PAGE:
Observations and results
In general, did the tub slip down the icy ramp better than the dry ramp? Was the smallest ramp angle needed for the tub to slip on the icy ramp smaller than the angle needed on the dry ramp?
When two objects rub together, there is always friction, and the surfaces of the two objects determine the amount that is generated. In this activity, you should have seen that there was less friction between the tub and the icy wood than from the dry plank. In other words, a smaller ramp angle was needed when using the icy wood than when using the dry wood for the tub to slip.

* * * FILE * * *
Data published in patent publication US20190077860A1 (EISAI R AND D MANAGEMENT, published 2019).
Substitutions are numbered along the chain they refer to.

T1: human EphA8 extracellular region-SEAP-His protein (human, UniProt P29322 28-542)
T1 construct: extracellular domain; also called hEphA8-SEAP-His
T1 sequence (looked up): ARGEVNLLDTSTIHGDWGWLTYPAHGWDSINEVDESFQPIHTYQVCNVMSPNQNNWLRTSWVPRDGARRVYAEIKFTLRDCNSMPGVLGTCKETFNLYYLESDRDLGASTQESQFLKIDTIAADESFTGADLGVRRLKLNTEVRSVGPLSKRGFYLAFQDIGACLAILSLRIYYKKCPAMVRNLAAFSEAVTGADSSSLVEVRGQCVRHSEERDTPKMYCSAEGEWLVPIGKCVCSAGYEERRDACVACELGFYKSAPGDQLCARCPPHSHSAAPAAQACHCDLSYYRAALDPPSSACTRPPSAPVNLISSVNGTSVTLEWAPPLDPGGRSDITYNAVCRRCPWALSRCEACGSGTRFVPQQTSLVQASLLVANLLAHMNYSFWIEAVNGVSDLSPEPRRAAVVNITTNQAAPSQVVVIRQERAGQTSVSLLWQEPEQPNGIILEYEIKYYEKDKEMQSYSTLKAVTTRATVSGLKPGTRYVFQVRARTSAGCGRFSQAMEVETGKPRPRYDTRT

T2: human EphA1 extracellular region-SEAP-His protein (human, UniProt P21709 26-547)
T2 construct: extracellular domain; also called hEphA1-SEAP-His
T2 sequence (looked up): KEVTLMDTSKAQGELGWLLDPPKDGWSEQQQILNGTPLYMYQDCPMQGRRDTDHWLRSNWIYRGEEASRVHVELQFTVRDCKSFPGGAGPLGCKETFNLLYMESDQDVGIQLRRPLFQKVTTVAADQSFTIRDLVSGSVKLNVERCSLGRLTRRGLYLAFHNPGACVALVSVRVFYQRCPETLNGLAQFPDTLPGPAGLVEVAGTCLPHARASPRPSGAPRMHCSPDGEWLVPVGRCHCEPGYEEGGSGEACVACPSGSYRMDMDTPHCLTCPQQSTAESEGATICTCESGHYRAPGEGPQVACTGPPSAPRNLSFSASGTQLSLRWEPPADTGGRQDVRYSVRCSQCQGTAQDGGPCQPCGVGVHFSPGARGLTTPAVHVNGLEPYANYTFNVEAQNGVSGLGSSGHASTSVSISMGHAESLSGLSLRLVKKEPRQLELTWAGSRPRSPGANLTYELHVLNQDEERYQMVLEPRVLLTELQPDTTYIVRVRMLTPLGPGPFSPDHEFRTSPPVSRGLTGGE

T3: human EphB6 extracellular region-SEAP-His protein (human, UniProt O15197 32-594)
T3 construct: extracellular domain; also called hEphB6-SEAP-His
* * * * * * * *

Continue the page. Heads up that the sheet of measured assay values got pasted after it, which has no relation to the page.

To calculate the force of friction, one must multiply the coefficient of friction by the force generated by the object, which was the mass of the tub in the pull of gravity. Although the mass of the tub and gravity did not change, the coefficient of friction of the two ramp systems did. The icy plank and the tub bottom had a lower coefficient of friction than the dry wood and the tub. You can easily feel this difference by carefully running your hand along the icy and then dry wood surfaces. The icy plank's frozen coating makes it much smoother than the dry wood.
More to explore
"Friction" from Kidipede, History and Science for Kids, Portland State University
"Moti" from Motion Basics: Friction from Rader's Physics4Kids.com
"Finding an Angle in a Right Angled Triangle" from Math is Fun Advanced
"Slip Sliding Away: Experimenting with Friction" from Science Buddies
This activity brought to you in partnership with Science Buddies